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Was Napoleon a dictator?

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Introduction

Was Napoleon a Dictator? YES: Police and Prefects: Prefects were a form of secret police and were appointed by napoleon as first consul (mainly Nobles). They were seen as the eyes, ears and hands of government at a local level. Prefects had wide ranging duties including the collection of taxes, the control of prices and food supplies and the appointment of mayors and town councils. However, Napoleon also used Prefects to report on behaviour that was not acceptable to the regime. This meant telling Napoleon about any potential opposition and keeping a very strict grip on public opinion with propaganda and censorship. They helped to secure power because: They helped ensure Napoleon had minimal opposition and was popular with the people (which was important in order to stop another constitutional change). Repression of opposition is a clear sign of dictatorship. The Police (led by Joseph Fouché) were responsible for national security and the minister reported daily to Napoleon. They had spying duties and were also responsible for censorship and everyday law enforcement. The secret police were independent from Fouché and checked up on his agents. Overall, Prefects and police did an effective job in preventing trouble; any form of protest proved difficult. ...read more.

Middle

If people were allowed to form their own opinion of him it is doubtful that his power would?ve been secure. Control of the press: In 1800 he reduced the number of hournals published in Paris from 73 to 13. Those that remained where kept under close police supervision. Le Moniteur was made the official government newspaper and the only source press could use to report on military news. Topics like the Coup De Brumaire were strictly not discussed. Books, plays, lectures and posters had to be sent to a team of censors for inspection and publishers were forced to swear an oath to the government. Authors could be punished by death if they were found to be printing anti-Napoleon material. The Livret The Livret (introduced in 1803) was also used to keep control over workers. Napoleon has witnessed the power of ordinary people during the Vendemaire uprising of 1795 and the potential threat they posed to the state. The Livret was a passbook which every worker was expected to have and to hand to each new employer. It also operated as a form of identity card as it had the individuals personal details. Movement of labour was severely restricted and it was very difficult to change employment. This is dictator like as it shows Napoleon?s need to restrict people?s mobility and?.. ...read more.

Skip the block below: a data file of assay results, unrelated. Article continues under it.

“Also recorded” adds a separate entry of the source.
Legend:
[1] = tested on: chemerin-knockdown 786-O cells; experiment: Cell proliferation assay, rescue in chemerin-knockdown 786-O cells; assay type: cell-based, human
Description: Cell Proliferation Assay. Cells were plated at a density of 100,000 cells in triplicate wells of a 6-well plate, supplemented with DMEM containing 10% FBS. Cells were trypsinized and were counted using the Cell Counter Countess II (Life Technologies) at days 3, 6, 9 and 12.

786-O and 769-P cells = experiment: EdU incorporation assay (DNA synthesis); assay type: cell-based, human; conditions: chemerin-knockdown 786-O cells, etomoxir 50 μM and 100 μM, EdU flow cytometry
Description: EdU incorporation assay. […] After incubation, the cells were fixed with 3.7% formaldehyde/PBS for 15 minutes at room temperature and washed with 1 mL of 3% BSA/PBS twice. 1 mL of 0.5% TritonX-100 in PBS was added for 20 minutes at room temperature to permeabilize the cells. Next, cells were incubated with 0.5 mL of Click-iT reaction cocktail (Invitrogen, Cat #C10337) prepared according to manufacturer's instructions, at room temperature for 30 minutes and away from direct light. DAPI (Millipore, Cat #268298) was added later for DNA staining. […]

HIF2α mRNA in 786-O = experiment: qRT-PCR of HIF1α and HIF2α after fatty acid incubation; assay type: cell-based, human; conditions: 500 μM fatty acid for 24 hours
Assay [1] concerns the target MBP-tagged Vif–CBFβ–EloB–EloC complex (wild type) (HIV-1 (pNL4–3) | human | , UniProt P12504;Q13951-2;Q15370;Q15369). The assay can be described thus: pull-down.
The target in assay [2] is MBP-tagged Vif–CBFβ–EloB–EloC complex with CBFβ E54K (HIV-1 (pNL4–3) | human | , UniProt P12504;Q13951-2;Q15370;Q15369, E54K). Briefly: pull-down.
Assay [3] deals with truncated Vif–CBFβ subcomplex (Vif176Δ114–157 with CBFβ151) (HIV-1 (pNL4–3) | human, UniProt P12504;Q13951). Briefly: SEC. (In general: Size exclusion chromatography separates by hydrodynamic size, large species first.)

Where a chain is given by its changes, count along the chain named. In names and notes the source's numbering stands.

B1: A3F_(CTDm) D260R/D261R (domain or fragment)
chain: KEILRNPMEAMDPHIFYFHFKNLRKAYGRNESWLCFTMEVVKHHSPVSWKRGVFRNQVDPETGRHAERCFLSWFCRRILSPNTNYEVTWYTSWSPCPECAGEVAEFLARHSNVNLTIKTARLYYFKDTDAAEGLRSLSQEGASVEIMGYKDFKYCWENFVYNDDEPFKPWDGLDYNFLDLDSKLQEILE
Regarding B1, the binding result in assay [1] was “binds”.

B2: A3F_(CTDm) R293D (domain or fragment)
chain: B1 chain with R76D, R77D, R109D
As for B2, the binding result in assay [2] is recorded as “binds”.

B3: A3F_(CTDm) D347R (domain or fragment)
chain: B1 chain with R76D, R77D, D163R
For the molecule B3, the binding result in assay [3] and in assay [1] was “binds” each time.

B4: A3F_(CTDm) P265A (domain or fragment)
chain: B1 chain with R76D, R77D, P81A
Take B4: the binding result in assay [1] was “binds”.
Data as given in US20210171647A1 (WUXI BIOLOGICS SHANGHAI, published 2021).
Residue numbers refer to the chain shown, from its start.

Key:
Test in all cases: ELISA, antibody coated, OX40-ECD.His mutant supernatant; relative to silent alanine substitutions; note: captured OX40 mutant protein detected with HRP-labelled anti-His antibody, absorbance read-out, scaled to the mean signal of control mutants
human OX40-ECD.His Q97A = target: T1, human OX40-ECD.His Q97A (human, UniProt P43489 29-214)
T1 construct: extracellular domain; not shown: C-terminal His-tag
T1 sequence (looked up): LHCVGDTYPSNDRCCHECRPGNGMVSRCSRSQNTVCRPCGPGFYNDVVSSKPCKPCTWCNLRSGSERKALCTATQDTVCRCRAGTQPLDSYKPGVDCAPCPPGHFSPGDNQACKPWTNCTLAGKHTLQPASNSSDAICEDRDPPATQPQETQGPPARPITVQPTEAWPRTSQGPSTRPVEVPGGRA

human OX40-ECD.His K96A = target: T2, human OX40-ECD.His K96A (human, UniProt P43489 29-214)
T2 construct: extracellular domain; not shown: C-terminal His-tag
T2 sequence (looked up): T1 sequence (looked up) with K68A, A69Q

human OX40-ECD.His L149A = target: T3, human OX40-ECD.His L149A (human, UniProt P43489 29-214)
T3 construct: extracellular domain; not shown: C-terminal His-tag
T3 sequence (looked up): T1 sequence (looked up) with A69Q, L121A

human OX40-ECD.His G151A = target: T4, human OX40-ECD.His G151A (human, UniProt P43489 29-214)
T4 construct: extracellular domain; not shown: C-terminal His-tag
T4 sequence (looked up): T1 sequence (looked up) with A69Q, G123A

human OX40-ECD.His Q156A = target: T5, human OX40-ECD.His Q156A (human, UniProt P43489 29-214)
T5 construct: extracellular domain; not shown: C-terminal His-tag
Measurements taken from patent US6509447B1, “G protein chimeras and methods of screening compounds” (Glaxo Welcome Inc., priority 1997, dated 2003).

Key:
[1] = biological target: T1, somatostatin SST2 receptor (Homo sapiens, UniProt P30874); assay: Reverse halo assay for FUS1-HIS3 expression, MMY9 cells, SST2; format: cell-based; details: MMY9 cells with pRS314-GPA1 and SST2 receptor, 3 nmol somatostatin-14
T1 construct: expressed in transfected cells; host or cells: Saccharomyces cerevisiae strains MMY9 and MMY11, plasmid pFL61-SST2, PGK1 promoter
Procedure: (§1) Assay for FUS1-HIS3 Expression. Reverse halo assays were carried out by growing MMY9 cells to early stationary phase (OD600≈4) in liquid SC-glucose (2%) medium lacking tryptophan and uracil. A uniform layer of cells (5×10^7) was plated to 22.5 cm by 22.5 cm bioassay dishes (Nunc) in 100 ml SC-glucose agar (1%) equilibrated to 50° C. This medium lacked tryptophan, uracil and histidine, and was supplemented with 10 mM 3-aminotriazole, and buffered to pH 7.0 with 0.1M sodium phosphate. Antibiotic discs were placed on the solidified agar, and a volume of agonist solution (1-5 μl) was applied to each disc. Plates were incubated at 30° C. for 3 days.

Conclusion

This was also the case of other careers in government where Napoleon claimed jobs would go to the most qualified person and past political affiliations would not be accounted for. Therefore some positions in government were given to those who would perform the best and not necessarily just those who would be loyal to Napoleon. Napoleons attitude to religion is unlike that of a normal dictators. There was a lot of religious toleration to Jews and Protestants who could worship freely. There were balances on his power which means it wasn’t absolutism? The Acte Additionel (written by Benjamin Constant) was created with the intent of winning over liberals by promising : The legislative power was to be exercised by the Emperor together with the Parliament, which was to be composed of two chambers: the Chamber of Peers composed of hereditary members appointed by the Emperor, and the Chamber of Representatives, composed of 629 citizens elected for 5 year terms by electoral colleges in the individual départments. The ministers were to be responsible to the Parliament for their actions. The liberalization dealt both with the guarantees of rights and the end of censorship/free press. As before, the constitutional changes were proposed to the French people through a plebiscite which gained a lot of support. In the conclusion and throughout must refer to how it is changing within the time period? ...read more.

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